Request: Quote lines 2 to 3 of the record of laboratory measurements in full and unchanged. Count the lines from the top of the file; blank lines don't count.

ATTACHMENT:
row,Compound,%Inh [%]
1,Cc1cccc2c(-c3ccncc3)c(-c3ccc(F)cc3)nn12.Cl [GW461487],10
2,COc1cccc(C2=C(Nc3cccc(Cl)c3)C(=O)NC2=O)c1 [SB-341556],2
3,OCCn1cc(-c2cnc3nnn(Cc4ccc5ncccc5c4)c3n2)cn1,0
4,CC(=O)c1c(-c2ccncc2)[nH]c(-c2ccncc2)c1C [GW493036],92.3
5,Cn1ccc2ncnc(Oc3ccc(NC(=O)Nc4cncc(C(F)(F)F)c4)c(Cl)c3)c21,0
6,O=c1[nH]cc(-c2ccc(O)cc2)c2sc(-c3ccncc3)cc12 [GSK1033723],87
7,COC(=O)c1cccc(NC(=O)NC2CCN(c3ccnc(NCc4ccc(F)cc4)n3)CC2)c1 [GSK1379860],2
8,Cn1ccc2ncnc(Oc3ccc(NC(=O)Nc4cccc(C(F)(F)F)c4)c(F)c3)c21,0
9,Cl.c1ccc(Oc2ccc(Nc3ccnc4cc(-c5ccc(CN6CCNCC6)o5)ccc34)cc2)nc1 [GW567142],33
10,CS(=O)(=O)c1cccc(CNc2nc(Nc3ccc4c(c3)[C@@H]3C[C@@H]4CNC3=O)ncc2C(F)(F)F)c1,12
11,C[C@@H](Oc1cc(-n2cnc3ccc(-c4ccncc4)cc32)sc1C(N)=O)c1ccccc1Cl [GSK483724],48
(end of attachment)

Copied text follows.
1,Cc1cccc2c(-c3ccncc3)c(-c3ccc(F)cc3)nn12.Cl [GW461487],10
2,COc1cccc(C2=C(Nc3cccc(Cl)c3)C(=O)NC2=O)c1 [SB-341556],2